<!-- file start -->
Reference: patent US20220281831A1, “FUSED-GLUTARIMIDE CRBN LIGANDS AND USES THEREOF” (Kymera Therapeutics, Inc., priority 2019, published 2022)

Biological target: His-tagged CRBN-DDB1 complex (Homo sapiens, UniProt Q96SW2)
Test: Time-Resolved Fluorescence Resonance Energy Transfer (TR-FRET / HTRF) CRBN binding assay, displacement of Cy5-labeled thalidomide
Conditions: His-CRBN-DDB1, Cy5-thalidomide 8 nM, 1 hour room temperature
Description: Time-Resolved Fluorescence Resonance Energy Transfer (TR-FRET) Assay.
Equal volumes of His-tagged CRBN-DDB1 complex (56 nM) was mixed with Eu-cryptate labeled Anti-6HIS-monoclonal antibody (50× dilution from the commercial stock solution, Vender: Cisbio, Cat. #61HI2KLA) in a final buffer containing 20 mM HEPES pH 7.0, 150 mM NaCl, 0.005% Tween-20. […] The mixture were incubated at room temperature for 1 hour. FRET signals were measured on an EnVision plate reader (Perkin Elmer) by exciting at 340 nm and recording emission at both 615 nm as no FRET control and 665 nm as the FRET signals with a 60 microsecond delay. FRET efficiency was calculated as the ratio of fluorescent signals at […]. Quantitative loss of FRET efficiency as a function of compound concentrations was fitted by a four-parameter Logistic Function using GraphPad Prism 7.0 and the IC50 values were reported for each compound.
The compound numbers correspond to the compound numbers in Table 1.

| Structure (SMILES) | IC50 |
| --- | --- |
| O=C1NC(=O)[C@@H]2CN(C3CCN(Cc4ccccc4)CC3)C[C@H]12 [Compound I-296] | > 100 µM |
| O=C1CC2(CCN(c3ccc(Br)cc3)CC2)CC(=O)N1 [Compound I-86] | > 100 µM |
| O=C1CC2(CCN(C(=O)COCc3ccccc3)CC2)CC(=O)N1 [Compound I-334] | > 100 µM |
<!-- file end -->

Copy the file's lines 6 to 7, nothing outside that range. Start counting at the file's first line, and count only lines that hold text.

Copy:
Equal volumes of His-tagged CRBN-DDB1 complex (56 nM) was mixed with Eu-cryptate labeled Anti-6HIS-monoclonal antibody (50× dilution from the commercial stock solution, Vender: Cisbio, Cat. #61HI2KLA) in a final buffer containing 20 mM HEPES pH 7.0, 150 mM NaCl, 0.005% Tween-20. […] The mixture were incubated at room temperature for 1 hour. FRET signals were measured on an EnVision plate reader (Perkin Elmer) by exciting at 340 nm and recording emission at both 615 nm as no FRET control and 665 nm as the FRET signals with a 60 microsecond delay. FRET efficiency was calculated as the ratio of fluorescent signals at […]. Quantitative loss of FRET efficiency as a function of compound concentrations was fitted by a four-parameter Logistic Function using GraphPad Prism 7.0 and the IC50 values were reported for each compound.
The compound numbers correspond to the compound numbers in Table 1.